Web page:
By the Numbers: A History of the Android Invasion

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Love it or hate it, Google’s Android platform continues to storm the mobile market and is now seeing 350,000 device activations per day. The company shared this datapoint on its quarterly earnings call last night, which puts the annual activation rate of Android smartphones, tablets and other devices at a staggering 127.75 million Androids in a year’s time. That assumes sales won’t slow down, and in fact, they’ve recently been growing faster than any other mobile platform even though the first Android phone debuted in October 2008.

To put that in perspective: last September, Apple claimed it shipped 120 million iOS devices over the prior three years. Google is on pace to surpass that number in the next 12 months alone, if not sooner, staking its flag at the top of “Mount Mobile” in a shorter time than competitors. Given the quick rise of Android in 2.5 years and the fact that as of the final quarter of 2010, it was the top-selling smartphone platform, here’s a brief historical timeline of how Google’s, and its hardware partners’, journey to top-dog has progressed to date:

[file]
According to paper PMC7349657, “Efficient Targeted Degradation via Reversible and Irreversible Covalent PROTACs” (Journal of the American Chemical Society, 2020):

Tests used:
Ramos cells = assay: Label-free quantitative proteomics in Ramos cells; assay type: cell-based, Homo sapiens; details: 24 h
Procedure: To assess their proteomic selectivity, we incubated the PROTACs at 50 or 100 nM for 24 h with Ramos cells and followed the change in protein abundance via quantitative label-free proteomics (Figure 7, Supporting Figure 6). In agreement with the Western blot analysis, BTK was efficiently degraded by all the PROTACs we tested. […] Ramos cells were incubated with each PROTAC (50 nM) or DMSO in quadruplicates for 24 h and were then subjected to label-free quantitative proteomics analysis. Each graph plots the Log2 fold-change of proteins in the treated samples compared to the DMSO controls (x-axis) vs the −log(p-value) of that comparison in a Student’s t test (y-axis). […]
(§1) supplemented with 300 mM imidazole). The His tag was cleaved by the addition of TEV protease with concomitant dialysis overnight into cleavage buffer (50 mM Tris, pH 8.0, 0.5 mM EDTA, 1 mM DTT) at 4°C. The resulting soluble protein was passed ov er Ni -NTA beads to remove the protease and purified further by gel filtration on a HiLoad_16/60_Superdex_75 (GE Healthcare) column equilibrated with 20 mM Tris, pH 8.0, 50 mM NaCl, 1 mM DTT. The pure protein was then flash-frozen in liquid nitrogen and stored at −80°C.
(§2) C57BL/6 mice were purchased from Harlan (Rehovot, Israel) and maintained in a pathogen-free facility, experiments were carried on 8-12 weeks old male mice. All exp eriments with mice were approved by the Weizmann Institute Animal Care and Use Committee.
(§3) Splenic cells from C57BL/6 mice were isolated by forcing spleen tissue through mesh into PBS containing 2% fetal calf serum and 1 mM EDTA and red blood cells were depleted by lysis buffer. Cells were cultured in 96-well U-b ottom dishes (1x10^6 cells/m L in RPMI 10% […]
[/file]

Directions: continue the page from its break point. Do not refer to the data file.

If the timeline doesn’t impress, perhaps this visualization of Android activations over time, put together by Google in February, will help.
While there are other factors that are arguably more important to some — developer revenues on other platforms, Android fragmentation, and malicious applications getting installed — Google has come from nowhere in mobile to surpass the sales of everyone else. No, it’s not the most important number or metric at all, but it’s no less impressive, either.
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